Terrorism has hijacked American foreign policy. First Al Qaeda and now the Islamic State have come to dominate thinking about international affairs so completely that there is hardly any issue that has not been “terrorized.” Issues that once had significance because they were important in their own right now only matter insofar as they affect the fight against terrorism. Russia? Now discussed primarily with respect to whether their air campaign affects ISIS in Syria. Syria? Important only because of ISIS and other jihadists who want to rule. Iraq? The birthplace of ISIS. Iran? A regional power broker who supports terrorism as whose support for Assad in Syria matters because of…ISIS. Libya, the latest concern du jour? You guessed it: concern for Libya is in fact concern for the growth of ISIS in the country.
The figures below illustrate just how deeply ISIS has infiltrated American foreign policy news. In the first figure, you can see that over the past three years almost every foreign policy topic has taken on a distinct ISIS flavor. As the second figure shows, after reaching a historical high after September 11, news coverage of terrorism dropped steadily in the following years until rebounding in 2013. Attention to ISIS only really took off after June 2014 when ISIS started calling itself ISIS and simultaneously announced the establishment of a global caliphate.
(News data from Factiva’s Top US newspaper file)
(News data from Factiva’s Top US newspaper file)
Why should the United States spend so much time talking about ISIS and terrorism? To be sure, the Islamic State is a disaster for the Middle East, but it presents a relatively modest terrorist threat to the United States. And to keep things in perspective, since 9/11, just 78 Americans have died from Islamist terrorist attacks including the 49 who died in Orlando on June 12. None of those, it should be pointed out, were killed directly by members of either Al Qaeda or ISIS. ISIS and the broader problem of Islamist-inspired terrorism certainly deserve attention from both the government and the news media, but at this point, a case can be made that the current hyper focus on it has become dangerously counterproductive.
First, it seems pretty clear that sustained American intervention in the Middle East – and the news coverage that follows – helps spur attacks like the one in San Bernardino and Orlando. If the United States weren’t so closely linked in people’s minds with ISIS, then self-radicalized jihadists like Omar Mateen in Orlando or Syed Rizwan Farook and Tashfeen Malik from San Bernardino would not have found meaning in killing Americans to further the cause of ISIS.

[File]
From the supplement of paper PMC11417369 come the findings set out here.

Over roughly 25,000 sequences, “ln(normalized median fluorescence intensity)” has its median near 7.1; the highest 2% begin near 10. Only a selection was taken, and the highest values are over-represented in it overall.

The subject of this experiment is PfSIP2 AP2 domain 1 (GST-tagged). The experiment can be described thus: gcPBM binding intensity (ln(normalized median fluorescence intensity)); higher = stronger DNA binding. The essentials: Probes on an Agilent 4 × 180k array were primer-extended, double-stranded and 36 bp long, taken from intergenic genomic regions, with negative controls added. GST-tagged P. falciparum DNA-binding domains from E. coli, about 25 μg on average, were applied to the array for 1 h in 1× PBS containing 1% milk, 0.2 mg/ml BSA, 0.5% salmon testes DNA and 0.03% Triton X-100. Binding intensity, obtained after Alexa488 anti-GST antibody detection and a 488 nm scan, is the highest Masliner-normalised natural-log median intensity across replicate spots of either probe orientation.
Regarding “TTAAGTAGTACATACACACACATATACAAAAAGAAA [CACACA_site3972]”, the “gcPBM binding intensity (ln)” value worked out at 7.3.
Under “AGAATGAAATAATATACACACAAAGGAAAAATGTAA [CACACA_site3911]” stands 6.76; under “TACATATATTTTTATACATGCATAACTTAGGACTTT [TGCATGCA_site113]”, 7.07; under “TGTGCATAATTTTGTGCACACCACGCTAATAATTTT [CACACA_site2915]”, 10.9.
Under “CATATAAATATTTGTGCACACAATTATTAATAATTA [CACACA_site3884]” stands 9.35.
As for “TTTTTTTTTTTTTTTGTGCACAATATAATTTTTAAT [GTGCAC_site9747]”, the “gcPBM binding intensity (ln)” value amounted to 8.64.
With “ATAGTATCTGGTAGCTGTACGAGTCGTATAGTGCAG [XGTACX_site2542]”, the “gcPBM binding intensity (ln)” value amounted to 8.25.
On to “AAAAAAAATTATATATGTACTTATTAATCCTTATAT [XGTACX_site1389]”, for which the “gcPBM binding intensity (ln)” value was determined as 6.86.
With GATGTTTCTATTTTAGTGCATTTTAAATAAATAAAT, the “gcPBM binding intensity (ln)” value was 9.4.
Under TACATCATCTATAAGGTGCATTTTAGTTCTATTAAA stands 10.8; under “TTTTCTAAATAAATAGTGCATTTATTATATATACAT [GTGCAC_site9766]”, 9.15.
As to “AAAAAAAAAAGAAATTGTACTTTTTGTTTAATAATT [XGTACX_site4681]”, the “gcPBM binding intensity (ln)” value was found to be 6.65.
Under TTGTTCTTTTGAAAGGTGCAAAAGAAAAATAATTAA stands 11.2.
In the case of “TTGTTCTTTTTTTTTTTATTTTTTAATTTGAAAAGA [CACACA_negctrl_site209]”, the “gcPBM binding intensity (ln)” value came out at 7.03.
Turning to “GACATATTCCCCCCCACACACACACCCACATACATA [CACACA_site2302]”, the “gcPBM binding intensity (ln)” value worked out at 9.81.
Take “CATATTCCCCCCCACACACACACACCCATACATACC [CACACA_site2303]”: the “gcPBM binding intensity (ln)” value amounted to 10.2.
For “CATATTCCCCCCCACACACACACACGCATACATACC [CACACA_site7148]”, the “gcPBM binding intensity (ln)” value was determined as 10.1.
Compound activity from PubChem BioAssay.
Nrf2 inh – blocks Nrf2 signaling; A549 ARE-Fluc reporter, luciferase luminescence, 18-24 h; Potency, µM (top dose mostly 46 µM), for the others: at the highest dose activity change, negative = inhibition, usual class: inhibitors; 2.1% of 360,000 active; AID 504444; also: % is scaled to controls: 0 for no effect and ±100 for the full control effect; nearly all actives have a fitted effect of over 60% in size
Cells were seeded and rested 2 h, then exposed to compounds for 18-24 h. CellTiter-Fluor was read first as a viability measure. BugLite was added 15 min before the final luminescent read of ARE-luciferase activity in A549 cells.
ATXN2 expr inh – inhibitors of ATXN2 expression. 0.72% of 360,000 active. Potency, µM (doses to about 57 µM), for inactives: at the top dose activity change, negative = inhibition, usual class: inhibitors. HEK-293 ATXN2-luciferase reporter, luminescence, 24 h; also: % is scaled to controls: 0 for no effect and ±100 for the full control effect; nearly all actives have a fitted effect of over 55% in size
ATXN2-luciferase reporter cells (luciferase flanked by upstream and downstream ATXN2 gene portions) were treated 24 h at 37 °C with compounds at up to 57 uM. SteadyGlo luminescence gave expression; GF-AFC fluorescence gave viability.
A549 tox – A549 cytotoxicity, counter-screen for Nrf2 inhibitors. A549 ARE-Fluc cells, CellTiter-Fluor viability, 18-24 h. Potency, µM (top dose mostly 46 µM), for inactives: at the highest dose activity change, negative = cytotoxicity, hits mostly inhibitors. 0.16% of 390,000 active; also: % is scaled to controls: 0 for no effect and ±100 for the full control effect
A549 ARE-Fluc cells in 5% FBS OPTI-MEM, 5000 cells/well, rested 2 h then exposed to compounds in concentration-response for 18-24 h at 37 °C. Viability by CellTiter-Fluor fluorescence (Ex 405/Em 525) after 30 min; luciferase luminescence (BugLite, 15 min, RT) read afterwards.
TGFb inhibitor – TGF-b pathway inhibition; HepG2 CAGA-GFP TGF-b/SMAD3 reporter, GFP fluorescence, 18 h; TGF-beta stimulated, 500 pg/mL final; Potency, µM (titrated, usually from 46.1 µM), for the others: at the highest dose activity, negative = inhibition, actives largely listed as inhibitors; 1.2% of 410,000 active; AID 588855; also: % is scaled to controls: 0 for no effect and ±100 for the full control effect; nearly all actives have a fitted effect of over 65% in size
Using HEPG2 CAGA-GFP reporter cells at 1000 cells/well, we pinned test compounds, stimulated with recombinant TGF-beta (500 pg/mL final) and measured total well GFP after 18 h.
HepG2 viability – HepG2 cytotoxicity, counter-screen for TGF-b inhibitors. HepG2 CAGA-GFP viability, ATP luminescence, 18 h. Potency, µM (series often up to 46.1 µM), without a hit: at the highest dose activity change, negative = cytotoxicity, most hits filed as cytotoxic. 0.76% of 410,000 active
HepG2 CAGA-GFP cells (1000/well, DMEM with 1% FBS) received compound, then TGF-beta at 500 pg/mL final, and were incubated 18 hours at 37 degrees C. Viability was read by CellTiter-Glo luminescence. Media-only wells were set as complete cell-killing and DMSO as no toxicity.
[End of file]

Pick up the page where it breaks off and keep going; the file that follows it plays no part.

Second, the size of the government agenda is more or less fixed. Every hour the government spends thinking about ISIS is time not spent dealing with other foreign policy issues. Issues of greater importance to the United States than ISIS include the increasingly dangerous dance with China in the South China Sea, nuclear proliferation, the future of free trade, and global health security, just to name a few. Given how much effort the United States has expended since 9/11 to confront terrorism and most recently ISIS, it is staggering to think how much has been left undone on other critical issues.
Finally, the deafening roar of ISIS-flavored news is creating incentives for political leaders to keep doing stupid things in the name of the war on terrorism. To be clear, the news media did not create the ISIS problem. That blame falls at the feet of the bipartisan Washington foreign policy consensus that has dictated endless intervention since 9/11. Once in motion, however, the news media have dutifully amplified the rhetoric of our political leaders, and by now it is almost impossible for anyone to change the conversation or reframe the foreign policy debate. This reinforcing spiral of government overreaction and media hype have helped pave the way for a series of failed, unnecessary, and/or counterproductive policies from the 2003 invasion of Iraq through the American support of the current efforts in Yemen and Libya. Most recently it has given rise to Trump’s nativist foreign policy screeds.
Much like communism did during the Cold War, terrorism has proven itself an extremely potent rhetorical resource. Political leaders are no more anxious to appear soft on terrorism than they were soft on communism. Afraid of losing votes for seeming unconcerned about the safety and security of the United States, politicians propose one costly and counterproductive strategy after another. Duly reported by the news media, these strategies and their fallout then start the next cycle, reinforcing the same pattern of behavior. Unfortunately, as with the Cold War, it is difficult to see this problem ending until the fires that stoke Islamist-inspired terrorism have burned themselves out.